Crash: An Interview with Don Cheadle and Larenz Tate
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By Todd Gilchrist
What was the initial appeal for you two, since there were limitations of budget and certain production challenges that might preclude others' involvement?
Larenz Tate: Was it low budget? I thought it was $50 million.
Don Cheadle: I took $46 of it. The remainder is what we made the movie with.
LT: Now the untold truth. I get it.
DC: I think I can speak for Larenz in saying that when we read this script, we were just knocked out and went, "wow, somebody's really going to make this? I'm with it; if they are really going to make this movie, I'm with it.' And as a producer I came on very early, I met Paul [Haggis] and Bobby [Moresco] very early and they asked me to come aboard and help them sort of, you know, use my relationships that I have in the business with other actors, other studios, although none of them actually ended up stepping up to do movie. We did find a financier, Bob Yari, who I'd worked with on another movie to do the film, but it was a no-brainer. There wasn't any consideration about the fact that there was a small budget, that they didn't necessarily have a home yet. When you read material like this as an actor, you want to be involved in it, and everybody just jumped on. It was tricky scheduling-wise because everybody had other things they were doing, and when you're paying people fifty cents, you can't make so many demands on their time. So that was just real challenging; you know, Chris was on tour at the time, everybody had something going on.
Don, were you shooting Hotel Rwanda concurrently?
DC: No, I hadn't started yet. We did the movie- the Thursday before I was supposed to leave, my co-star Jennifer Esposito, who is my partner in the movie, just got ill, almost fatally ill; she had something that landed her in the hospital, so we couldn't finish that week. I went to do Hotel Rwanda, and the first three weeks that I was doing Hotel Rwanda, Paul had a heart attack, Paul went down, and so the film got put on hiatus until Paul recovered, and by the time I'd finished Hotel Rwanda, Paul was back and everything was back up and running.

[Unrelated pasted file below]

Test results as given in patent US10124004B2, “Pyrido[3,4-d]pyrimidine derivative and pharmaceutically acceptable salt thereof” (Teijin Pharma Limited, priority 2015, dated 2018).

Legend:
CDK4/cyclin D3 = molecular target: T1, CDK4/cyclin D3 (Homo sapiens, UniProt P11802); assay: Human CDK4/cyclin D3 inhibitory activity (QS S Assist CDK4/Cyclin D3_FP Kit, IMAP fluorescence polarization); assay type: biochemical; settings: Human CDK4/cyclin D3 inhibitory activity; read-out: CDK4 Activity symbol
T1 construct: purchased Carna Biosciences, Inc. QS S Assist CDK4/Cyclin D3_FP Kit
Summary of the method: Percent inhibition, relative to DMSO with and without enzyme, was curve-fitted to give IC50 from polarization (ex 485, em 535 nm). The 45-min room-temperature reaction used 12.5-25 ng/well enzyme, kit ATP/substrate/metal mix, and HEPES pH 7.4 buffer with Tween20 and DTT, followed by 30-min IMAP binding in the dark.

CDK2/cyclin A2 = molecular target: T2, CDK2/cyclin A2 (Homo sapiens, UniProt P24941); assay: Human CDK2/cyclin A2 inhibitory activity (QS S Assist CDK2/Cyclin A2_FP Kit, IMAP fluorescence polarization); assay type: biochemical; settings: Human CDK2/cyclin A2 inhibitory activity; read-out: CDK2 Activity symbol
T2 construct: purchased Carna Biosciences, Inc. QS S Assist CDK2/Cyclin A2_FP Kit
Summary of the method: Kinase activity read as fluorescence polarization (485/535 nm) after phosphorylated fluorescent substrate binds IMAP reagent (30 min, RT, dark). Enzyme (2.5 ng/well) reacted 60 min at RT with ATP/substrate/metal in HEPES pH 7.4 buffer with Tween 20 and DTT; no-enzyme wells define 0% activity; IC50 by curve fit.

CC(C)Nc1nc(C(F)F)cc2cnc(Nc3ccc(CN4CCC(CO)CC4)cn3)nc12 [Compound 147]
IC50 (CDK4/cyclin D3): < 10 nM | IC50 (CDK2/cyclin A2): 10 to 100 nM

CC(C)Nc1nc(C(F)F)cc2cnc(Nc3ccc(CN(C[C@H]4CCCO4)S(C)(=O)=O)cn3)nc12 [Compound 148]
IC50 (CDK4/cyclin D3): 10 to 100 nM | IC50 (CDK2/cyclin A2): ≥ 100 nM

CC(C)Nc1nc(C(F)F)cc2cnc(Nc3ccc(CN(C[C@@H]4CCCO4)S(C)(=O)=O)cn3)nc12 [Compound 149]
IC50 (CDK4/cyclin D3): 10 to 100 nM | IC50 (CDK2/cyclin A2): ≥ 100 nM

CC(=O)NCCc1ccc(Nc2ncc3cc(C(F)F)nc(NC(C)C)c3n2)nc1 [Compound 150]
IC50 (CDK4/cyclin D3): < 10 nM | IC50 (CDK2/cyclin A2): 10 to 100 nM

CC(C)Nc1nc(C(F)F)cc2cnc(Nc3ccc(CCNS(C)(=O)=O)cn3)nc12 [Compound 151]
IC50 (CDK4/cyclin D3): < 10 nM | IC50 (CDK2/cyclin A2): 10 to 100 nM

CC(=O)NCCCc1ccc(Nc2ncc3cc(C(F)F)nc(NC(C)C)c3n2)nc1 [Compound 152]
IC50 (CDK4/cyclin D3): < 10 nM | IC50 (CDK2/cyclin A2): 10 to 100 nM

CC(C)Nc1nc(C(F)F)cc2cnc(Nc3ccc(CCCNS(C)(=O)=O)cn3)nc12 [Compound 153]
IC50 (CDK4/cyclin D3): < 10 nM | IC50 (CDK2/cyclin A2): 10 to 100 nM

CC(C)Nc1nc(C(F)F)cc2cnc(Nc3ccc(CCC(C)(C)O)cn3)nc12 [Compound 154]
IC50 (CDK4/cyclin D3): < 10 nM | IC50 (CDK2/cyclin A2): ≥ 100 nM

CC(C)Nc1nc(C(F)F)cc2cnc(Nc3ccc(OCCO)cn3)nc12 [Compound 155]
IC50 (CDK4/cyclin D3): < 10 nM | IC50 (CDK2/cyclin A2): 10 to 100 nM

Don, should your character feel responsible for his brother?
DC: I think, yeah, I think we should all- I mean, define responsible. I mean, he did not push his brother into doing the things that his brother was doing, but I feel that there's a responsibility that we all share, especially inside a family, that you share with one another.
Should your character bear the burden of "saving' your brother?
DC: I don't know. I mean, that's one of those things that we don't have a God perspective to know that had he been involved what would have happened differently in his life. He may have gone to jail, I don't know, but he may not be dead, and is jail better than dead? I mean, I don't know, but that's a question that you can't answer.
LT: Was Don's character responsible? I kind of agree with Don. To have that God's perspective of what would have happened; you just never know, and I think it's sort of up to the audience to entertain that thought if they actually think that he was responsible and sort of come up with their own idea and make that conclusion.
Larenz, how was it working with Ludacris, and how does he compare with other rappers you've worked with?